Process Tracing in Crisis Decision Making

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Process tracing is an in-depth case study method that can be used to study how causal processes play out within cases. Given its focus on processes and temporality, process tracing is a useful method for analyzing crisis and crisis decision making in the fields of foreign policy analysis and public policy. As can be seen from its name, process tracing involves theorizing a causal process that is then traced by investigating the observable manifestations of the operation of the process as a whole in the more minimalist variant, or for each of its parts in the more maximalist variant. Minimalist process tracing is typically used early in a research program as a form of plausibility probe to understand what types of processes might be linking a crisis event with particular outcomes like policy change. Maximalist process tracing can then be used once there is preliminary knowledge about processes, and where the goals become gaining a better theoretical understanding of how they operate, and making stronger causal inferences using more direct evidence of their operation.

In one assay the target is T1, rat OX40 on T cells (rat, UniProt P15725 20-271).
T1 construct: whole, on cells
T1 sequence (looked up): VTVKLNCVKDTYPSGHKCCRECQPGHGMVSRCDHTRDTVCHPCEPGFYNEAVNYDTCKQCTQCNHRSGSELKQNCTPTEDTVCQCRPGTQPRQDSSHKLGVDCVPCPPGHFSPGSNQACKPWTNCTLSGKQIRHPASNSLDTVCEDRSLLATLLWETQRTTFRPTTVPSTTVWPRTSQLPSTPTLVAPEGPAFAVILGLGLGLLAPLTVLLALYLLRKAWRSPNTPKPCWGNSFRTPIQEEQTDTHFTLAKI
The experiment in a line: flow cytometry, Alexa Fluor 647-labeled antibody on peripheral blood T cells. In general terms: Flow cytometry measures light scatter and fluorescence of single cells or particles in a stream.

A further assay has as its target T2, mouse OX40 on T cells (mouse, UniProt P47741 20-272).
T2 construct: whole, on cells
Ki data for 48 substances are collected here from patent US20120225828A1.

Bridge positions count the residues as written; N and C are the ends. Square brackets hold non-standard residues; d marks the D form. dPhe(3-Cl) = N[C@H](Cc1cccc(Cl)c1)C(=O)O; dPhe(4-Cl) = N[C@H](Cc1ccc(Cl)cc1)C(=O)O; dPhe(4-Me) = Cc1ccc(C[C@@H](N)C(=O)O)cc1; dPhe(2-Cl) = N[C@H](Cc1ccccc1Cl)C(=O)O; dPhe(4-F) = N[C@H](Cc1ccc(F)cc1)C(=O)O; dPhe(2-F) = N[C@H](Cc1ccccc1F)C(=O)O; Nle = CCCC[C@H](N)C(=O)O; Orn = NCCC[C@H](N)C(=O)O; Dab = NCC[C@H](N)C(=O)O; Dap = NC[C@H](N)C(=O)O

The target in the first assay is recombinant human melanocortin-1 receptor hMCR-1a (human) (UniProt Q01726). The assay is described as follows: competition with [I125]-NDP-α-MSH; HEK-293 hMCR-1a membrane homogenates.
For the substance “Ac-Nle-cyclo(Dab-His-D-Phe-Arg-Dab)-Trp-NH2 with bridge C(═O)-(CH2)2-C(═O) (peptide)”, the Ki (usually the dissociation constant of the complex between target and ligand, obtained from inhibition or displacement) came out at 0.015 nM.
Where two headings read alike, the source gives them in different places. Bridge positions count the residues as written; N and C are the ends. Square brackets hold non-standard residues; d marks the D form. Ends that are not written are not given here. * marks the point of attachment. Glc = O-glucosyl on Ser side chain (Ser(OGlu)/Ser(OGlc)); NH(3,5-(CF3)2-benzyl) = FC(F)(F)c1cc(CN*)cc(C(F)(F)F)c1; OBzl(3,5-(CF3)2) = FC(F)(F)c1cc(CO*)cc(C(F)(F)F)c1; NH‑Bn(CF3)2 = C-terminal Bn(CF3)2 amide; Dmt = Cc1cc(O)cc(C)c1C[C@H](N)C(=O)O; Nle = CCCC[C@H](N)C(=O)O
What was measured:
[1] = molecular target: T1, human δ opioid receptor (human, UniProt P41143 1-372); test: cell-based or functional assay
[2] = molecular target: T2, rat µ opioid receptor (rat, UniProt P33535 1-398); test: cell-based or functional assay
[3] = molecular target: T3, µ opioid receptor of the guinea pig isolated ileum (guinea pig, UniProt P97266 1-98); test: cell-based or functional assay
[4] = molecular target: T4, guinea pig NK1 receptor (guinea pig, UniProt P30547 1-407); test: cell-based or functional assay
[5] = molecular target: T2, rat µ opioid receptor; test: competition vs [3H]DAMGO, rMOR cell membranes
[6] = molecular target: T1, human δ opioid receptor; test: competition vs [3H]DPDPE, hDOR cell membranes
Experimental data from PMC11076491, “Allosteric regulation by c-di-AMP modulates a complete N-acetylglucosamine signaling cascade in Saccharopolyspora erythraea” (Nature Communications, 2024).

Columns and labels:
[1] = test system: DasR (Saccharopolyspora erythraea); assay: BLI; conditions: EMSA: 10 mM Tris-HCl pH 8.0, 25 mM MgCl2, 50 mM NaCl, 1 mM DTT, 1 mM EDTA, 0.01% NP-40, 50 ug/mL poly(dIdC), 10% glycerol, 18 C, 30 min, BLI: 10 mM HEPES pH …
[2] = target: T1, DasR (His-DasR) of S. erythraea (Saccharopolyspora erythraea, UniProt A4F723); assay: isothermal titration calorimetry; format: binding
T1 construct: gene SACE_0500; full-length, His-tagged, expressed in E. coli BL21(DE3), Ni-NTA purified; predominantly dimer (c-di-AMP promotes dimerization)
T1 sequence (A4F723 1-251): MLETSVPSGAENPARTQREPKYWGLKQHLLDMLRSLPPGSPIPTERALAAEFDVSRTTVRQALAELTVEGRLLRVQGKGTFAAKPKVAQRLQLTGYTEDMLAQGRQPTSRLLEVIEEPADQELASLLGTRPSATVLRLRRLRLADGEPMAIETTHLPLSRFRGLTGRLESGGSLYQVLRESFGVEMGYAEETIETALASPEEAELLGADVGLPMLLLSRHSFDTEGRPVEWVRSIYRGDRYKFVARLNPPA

Original languageEnglish
Title of host publicationOxford research encyclopedias : politics
Place of publicationOxford
PublisherOxford University Press
Publication date2021
Publication statusPublished - 2021
SeriesOxford Research Encyclopedia of Politics


  • process tracing, case studies, methodology, crisis decision making, crisis analysis


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